JESSE WHITE

FRIEND OF THE COMMUNITY | Inducted 1999

This “Friend of the Community” is a longtime Chicago political figure and African American community leader whose support for lesbian and gay rights is part of supporting equal rights for all. In 1974, he became a state legislator and backed bills against sexual-orientation discrimination and hate crimes. He continued to uphold sexual-minority rights as Cook County recorder of deeds and now does so as Illinois secretary of state.

A longtime resident of Chicago’s Cabrini-Green neighborhood, Jesse White has been a loyal supporter of lesbian and gay rights. He was an early fixture on the civil rights scene, working with the Rev. Dr. Martin Luther King, Jr., in Montgomery, Alabama. He has continued his advocacy through today with ongoing support of equal rights for all.

Born in Alton, Illinois, White received a B.S. degree from Alabama State College (now Alabama State University), was an Army paratrooper in the 101st Airborne Division, played professional baseball with the Chicago Cubs organization, and had a 33-year career as an educator and administrator in the Chicago Public Schools. He is the founder of the internationally known Jesse White Tumblers, which in 1999 celebrated 40 years as a positive alternative for at-risk youths.

In 1974, White was elected to the Illinois House of Representatives, serving perhaps the most culturally, ethnically, and racially diverse district in Illinois. Beginning in his first term and during every term he served, he sponsored and supported bills to amend state law so as to prohibit sexual-orientation discrimination. White says that he sponsored the bills “long before the issue was popular.” During his 16-year House tenure, he also sponsored the HIV Confidentiality Act and consistently backed hate crimes legislation that includes sexual orientation as a category for classifying and tracking crimes.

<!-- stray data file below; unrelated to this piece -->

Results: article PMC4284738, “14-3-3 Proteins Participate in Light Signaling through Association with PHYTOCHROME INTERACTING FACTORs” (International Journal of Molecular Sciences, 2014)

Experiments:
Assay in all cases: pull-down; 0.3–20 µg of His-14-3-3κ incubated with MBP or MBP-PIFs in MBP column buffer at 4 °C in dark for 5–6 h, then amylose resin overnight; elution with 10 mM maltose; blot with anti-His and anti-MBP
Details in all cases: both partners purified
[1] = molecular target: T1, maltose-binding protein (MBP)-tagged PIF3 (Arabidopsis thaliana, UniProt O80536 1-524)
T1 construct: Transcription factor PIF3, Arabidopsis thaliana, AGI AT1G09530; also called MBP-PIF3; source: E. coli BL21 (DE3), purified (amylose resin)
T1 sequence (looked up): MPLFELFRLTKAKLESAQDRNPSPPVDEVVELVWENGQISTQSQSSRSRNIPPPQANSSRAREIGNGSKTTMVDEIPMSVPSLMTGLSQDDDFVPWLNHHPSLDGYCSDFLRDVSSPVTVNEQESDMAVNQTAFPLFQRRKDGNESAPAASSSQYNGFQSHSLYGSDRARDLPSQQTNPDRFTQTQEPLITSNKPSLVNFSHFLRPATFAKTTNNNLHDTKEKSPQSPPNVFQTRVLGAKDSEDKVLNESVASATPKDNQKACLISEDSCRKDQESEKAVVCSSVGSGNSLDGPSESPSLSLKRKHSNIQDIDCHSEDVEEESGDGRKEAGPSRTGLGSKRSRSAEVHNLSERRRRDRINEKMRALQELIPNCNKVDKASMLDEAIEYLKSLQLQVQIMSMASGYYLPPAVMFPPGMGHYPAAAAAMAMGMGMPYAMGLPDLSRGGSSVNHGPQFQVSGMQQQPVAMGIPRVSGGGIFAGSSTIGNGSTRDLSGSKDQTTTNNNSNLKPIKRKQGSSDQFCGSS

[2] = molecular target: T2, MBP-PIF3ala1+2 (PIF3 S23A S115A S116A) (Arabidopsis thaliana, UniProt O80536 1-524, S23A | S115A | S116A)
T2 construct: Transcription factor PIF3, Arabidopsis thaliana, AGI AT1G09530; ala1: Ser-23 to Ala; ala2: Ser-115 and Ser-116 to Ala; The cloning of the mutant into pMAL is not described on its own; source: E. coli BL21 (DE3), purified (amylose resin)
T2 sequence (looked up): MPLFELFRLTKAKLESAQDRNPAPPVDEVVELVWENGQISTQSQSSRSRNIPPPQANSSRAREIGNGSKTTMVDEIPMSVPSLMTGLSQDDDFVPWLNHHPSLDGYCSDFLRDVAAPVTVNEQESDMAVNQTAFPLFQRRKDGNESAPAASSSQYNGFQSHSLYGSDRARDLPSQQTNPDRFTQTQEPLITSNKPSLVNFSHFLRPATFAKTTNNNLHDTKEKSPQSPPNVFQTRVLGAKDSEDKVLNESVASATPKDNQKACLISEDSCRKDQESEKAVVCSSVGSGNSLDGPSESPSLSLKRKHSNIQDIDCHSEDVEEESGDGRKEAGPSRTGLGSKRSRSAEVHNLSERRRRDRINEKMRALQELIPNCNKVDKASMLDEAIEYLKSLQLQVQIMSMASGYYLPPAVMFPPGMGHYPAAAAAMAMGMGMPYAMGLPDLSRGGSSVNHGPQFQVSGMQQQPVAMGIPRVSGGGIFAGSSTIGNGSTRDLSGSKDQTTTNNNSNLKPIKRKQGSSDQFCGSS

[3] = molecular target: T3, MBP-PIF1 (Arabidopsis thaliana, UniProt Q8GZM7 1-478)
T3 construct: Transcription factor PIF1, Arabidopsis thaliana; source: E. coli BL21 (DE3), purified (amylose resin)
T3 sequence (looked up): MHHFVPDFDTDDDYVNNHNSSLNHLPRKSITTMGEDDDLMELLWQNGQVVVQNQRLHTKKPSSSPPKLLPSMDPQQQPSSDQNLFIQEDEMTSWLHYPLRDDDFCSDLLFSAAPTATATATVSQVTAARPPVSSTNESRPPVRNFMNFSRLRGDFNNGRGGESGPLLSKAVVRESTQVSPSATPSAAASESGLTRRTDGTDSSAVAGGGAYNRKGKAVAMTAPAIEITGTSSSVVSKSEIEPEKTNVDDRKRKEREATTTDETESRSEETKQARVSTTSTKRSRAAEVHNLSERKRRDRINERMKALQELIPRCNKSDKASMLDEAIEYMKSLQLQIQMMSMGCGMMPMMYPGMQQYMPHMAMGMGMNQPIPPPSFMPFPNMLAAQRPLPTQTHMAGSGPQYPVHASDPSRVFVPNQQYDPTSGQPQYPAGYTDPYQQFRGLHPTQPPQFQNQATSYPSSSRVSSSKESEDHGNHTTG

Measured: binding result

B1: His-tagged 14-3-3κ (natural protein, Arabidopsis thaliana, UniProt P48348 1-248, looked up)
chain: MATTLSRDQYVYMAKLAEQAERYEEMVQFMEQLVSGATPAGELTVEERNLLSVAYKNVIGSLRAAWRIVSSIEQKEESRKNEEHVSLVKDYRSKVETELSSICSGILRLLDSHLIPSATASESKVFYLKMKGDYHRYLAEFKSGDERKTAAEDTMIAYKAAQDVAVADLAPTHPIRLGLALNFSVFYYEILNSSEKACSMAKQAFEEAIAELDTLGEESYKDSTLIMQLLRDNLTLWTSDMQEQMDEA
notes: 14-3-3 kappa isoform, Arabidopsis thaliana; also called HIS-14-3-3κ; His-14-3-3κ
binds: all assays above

In 1992, he was elected Cook County recorder of deeds, heading the nation’s second-largest such office. He supported the Cook County Human Rights Ordinance and domestic partnership. He also used his connections in the House of Representatives to lobby for passage of an amendment to the state Human Rights Act to prohibit sexual-orientation discrimination.

In 1998, White was elected Illinois secretary of state, becoming the first African American to hold that office in Illinois. During his campaign, he was the target of antigay and racist smear attacks. He was the first signer of a historic 1999 letter that eventually was signed by all the state’s constitutional officers, urging legislators to vote for House Bill 474, the proposed Human Rights Act amendment.

During the 1999 legislative session, his first as a constitutional officer, he personally called legislators to support the bill. He met with them on the floor of the House and conferred with House Speaker Michael Madigan. White pledged personal and office resources to ensure the bill’s passage, and he promised to continue work toward making Illinois discrimination-free for all its people.

Back